Implementation and Maintenance of Quality Improvement for Treating Depression in Primary Care

Department of Psychiatry and Behavioral Sciences, University of Washington Seattle, Seattle, Washington, United States
Psychiatric Services (Impact Factor: 2.41). 02/2006; 57(1):48-55. DOI: 10.1176/
Source: PubMed


Little is known about the long-term success of quality improvement efforts for the treatment of depression in primary care. This study assessed factors associated with the successful implementation, maintenance, and spread of such efforts.
The authors conducted an independent process evaluation of data from monthly progress reports and 18-month telephone interviews from multidisciplinary quality improvement teams in 17 diverse primary care organizations that participated in the Institute for Healthcare Improvement's Breakthrough Series for Depression from February 2000 through March 2001.
All sites made changes toward improving care in three of six categories: delivery system redesign, self-management strategies, and information systems. The changes that were most commonly viewed as major successes were delivery system changes (ten sites, or 59 percent) and information system changes (nine sites, or 53 percent); these types of changes were also the most often sustained over time (ten sites, or 59 percent, and 16 sites, or 94 percent, respectively). Fifteen sites made changes in decision support, community linkages, and health system support but were less likely to view these changes as major successes or to sustain them. Organizational structure and leadership support were the most common facilitators. Staff resistance, time constraints, and information technology were the most common barriers. Implementation strategies varied with sets of barriers.
Despite substantial challenges, there was evidence of broad success at implementation and maintenance of quality improvement for depression treatment in primary care.

Download full-text


Available from: Marjorie L Pearson, Sep 17, 2015
  • Source
    • "Our study can be compared to the Depression QIC, organised by the Institute for Healthcare Improvement in the United States in 2000–2001 and based on Wagner’s Chronic Care Model (CCM) [40]. The American QIC, also involving seventeen general practices, led to successful changes in the depression delivery and information system, which were also the most often sustained over time [41]. Organisational structure and leadership support were the most common facilitators, while staff resistance, time constraints, and information technology were the most common barriers. "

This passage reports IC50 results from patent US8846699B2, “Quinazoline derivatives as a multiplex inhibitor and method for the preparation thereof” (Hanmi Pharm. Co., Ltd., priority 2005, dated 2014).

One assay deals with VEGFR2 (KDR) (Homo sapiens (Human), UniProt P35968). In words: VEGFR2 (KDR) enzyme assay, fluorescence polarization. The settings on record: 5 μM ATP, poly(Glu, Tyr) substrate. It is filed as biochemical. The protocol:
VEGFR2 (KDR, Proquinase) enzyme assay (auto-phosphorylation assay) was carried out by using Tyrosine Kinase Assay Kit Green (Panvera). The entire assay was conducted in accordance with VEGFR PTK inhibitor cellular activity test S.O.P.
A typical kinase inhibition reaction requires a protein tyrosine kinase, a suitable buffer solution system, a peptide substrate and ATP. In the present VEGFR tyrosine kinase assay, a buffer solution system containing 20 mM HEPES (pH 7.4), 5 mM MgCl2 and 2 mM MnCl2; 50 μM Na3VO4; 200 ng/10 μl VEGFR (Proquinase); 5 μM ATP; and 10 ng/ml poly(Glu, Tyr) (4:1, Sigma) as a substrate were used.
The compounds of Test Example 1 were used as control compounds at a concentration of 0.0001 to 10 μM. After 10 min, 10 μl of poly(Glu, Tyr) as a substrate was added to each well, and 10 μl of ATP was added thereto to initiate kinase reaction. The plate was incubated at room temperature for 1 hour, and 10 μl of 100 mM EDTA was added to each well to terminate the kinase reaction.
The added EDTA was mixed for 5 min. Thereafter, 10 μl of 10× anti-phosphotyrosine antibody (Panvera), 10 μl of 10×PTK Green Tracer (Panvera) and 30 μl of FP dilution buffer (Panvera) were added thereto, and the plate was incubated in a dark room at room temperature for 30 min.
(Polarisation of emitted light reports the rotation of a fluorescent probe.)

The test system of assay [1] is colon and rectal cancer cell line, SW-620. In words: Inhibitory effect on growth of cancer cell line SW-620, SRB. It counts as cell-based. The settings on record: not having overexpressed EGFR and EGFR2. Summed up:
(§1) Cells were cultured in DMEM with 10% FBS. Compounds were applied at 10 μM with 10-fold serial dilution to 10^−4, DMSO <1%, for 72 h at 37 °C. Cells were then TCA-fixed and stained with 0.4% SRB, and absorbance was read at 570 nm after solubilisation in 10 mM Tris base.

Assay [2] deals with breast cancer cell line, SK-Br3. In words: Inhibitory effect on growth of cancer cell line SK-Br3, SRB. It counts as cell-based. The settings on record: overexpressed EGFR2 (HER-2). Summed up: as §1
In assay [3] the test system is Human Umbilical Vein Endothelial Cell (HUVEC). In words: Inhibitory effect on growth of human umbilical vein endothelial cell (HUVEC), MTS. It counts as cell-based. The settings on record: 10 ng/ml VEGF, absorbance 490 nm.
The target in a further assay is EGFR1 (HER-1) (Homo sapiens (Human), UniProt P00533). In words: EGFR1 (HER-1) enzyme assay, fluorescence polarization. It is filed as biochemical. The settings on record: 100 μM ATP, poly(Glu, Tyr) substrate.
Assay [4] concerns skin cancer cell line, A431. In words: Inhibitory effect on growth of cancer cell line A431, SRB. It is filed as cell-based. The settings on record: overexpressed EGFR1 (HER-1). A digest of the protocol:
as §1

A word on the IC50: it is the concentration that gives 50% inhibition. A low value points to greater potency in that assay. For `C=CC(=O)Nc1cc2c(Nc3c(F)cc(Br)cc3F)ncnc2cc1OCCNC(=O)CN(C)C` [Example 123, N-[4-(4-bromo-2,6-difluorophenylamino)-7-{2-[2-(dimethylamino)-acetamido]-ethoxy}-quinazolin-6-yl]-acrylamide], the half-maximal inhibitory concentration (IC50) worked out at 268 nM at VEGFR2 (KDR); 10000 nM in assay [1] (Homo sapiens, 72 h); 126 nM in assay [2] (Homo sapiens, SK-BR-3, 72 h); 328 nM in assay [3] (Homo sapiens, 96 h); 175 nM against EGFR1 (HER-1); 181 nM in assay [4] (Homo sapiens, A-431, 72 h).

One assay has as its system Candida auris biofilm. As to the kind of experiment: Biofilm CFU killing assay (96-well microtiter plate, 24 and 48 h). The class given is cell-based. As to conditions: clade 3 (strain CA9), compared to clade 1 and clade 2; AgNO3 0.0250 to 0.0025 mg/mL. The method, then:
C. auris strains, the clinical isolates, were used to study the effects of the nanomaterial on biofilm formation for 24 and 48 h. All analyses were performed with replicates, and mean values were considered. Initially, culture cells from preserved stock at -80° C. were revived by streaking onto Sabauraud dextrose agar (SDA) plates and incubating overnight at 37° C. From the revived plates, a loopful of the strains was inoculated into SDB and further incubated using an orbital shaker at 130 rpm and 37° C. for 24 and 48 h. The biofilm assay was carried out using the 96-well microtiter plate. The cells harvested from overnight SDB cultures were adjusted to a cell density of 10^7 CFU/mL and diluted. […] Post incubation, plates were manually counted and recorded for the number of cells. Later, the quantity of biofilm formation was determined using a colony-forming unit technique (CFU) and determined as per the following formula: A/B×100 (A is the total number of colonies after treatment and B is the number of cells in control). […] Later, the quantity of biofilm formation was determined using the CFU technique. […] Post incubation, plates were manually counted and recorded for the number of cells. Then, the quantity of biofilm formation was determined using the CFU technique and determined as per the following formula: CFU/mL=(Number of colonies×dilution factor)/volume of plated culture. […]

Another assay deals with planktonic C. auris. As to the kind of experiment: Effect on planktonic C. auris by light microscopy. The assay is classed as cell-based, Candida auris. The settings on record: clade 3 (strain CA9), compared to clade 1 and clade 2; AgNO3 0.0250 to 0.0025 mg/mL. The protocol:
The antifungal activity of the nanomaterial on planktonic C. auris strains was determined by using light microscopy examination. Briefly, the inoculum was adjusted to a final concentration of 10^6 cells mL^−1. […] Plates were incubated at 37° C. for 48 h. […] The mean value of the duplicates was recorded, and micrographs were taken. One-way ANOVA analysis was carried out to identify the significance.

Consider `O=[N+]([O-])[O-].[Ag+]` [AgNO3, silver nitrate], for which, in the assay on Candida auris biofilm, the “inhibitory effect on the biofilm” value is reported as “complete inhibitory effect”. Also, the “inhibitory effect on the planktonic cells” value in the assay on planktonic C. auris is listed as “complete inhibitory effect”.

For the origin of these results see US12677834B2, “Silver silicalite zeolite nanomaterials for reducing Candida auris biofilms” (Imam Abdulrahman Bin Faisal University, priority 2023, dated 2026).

[Show abstract] [Hide abstract]
    ABSTRACT: Internationally, guidelines for depression recommend a stepped care approach, implying that antidepressant medication should not be offered as a first step treatment to patients with sub-threshold or mild depression. In the Netherlands, antidepressant prescribing rates in general practice as a first treatment step are considered to be high. The aim of this study was to evaluate the implementation of guideline recommendations on antidepressant prescribing. A quasi-experimental study with a non-equivalent naturalistic control group and three years follow-up was performed in the general practice setting in the Netherlands. General Practitioners (GPs) participated in a national Quality Improvement Collaborative (QIC), focusing on the implementation of a guideline based model for a stepped care approach to depression. The model consisted of self-help and psychological treatment options for patients with milder symptoms as an alternative to antidepressants in general practice. Changes in antidepressant prescription rates of GPs were documented for a three-year period and compared to those in a control group of GPs, selected from an ongoing national registration network. A decrease of 23.3% (49.4%-26.1%) in antidepressant prescription rates for newly diagnosed patients with depressive symptoms was found within the intervention group, whereas no difference occurred in the reference group (50.3%-52.6%). The decrease over time was significant, compared to the usual care group (OR 0.44, 95% CI: 0.21-0.92). An implementation program using stepped care principles for the allocation of depression interventions resulted in reduced antidepressant prescription rates in general practice. GPs can change prescribing behaviour within the context of a QIC.
    Full-text · Article · Feb 2014 · BMC Family Practice
  • Source
    • "It was reported in two studies that the implementation of the CCM could guide future efforts to examine the measures of implementation performance (Meredith et al. 2006; Pearson et al. 2005). Two studies described the need for more research to estimate changes in the CCM process (Katzelnick et al. 2005; Solberg et al. 2006). "
    [Show abstract] [Hide abstract]